A few of the improvements achieved by EVER-POWER drives in energy effectiveness, productivity and process control are truly remarkable. For instance:
The savings are worth about $110,000 a year and also have slice the company’s annual carbon footprint by 500 metric tons.
EVER-POWER medium-voltage drive systems allow sugar cane vegetation throughout Central America to be self-sufficient producers of electricity and increase their revenues by as much as $1 million a season by selling surplus power to the local grid.
Pumps operated with variable and higher speed electric motors provide numerous benefits such as greater range of flow and mind, higher head from a single stage, valve elimination, and energy Variable Speed Electric Motor saving. To accomplish these benefits, nevertheless, extra care must be taken in selecting the appropriate system of pump, electric motor, and electronic motor driver for optimum interaction with the process system. Successful pump selection requires understanding of the complete anticipated selection of heads, flows, and particular gravities. Electric motor selection requires suitable thermal derating and, sometimes, a complementing of the motor’s electrical characteristic to the VFD. Despite these extra design factors, variable acceleration pumping is now well recognized and widespread. In a straightforward manner, a debate is presented on how to identify the huge benefits that variable rate offers and how to select elements for hassle free, reliable operation.
The first stage of a Variable Frequency AC Drive, or VFD, may be the Converter. The converter is certainly comprised of six diodes, which are similar to check valves found in plumbing systems. They enable current to movement in only one direction; the path demonstrated by the arrow in the diode symbol. For example, whenever A-stage voltage (voltage is comparable to pressure in plumbing systems) is certainly more positive than B or C stage voltages, after that that diode will open and invite current to stream. When B-stage becomes more positive than A-phase, then the B-phase diode will open up and the A-stage diode will close. The same is true for the 3 diodes on the negative side of the bus. Thus, we get six current “pulses” as each diode opens and closes.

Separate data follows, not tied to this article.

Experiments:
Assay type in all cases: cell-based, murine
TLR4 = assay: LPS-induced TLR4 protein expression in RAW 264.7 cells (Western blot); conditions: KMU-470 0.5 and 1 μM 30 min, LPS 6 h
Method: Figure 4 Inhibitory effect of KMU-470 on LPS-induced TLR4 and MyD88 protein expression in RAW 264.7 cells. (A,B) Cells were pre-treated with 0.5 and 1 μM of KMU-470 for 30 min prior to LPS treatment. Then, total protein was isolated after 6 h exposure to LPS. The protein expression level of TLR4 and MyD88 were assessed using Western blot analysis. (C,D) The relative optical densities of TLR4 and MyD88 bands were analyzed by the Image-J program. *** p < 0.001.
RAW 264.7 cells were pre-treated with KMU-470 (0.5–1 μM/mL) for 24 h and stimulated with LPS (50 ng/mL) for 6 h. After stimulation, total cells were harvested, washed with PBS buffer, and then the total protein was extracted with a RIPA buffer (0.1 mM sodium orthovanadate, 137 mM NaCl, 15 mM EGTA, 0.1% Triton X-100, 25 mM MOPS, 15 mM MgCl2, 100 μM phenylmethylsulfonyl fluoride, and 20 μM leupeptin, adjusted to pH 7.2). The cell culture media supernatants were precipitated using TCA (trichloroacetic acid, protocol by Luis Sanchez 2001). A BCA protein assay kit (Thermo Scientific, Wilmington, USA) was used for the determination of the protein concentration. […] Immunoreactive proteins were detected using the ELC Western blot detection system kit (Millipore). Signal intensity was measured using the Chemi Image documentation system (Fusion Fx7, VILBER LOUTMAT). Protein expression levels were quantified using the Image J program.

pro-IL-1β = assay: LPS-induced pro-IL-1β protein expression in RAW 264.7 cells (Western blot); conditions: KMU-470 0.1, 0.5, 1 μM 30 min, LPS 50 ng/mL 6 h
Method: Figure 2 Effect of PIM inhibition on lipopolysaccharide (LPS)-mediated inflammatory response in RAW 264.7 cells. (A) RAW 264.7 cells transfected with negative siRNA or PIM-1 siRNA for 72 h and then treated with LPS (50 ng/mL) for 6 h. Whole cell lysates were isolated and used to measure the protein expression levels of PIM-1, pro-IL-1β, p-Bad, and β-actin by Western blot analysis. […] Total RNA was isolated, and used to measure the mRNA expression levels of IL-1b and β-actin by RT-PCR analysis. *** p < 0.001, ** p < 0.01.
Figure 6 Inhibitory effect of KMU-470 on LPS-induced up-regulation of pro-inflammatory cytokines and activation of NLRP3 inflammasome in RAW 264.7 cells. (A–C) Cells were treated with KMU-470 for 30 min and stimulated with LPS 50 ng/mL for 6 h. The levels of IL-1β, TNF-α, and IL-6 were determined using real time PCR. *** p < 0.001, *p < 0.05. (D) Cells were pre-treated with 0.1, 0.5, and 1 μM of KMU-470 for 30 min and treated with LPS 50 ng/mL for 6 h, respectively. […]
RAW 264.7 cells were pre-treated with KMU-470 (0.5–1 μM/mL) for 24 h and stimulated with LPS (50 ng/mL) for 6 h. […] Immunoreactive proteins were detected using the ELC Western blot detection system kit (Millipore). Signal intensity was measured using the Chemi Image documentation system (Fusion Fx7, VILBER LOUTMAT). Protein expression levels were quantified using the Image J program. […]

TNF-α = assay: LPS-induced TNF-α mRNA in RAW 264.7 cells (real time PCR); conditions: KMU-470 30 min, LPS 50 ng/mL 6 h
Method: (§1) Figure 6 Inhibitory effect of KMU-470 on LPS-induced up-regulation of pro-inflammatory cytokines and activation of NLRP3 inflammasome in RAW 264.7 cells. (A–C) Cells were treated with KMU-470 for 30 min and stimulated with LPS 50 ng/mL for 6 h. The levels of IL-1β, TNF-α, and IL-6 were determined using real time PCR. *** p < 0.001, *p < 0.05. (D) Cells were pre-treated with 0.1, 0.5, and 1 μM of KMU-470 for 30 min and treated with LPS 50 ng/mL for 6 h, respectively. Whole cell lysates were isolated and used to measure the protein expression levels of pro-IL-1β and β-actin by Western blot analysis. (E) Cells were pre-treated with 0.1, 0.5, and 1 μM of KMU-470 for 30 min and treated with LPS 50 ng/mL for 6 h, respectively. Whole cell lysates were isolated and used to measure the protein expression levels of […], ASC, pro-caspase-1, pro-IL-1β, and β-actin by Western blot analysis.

We can eliminate the AC ripple on the DC bus by adding a capacitor. A capacitor works in a similar fashion to a reservoir or accumulator in a plumbing system. This capacitor absorbs the ac ripple and provides a simple dc voltage. The AC ripple on the DC bus is typically less than 3 Volts. Thus, the voltage on the DC bus becomes “approximately” 650VDC. The real voltage will depend on the voltage level of the AC line feeding the drive, the level of voltage unbalance on the power system, the motor load, the impedance of the energy program, and any reactors or harmonic filters on the drive.
The diode bridge converter that converts AC-to-DC, is sometimes just known as a converter. The converter that converts the dc back again to ac can be a converter, but to distinguish it from the diode converter, it is usually referred to as an “inverter”.
In fact, drives are a fundamental element of much bigger EVER-POWER power and automation offerings that help customers use electrical energy effectively and increase productivity in energy-intensive industries like cement, metals, mining, oil and gas, power generation, and pulp and paper.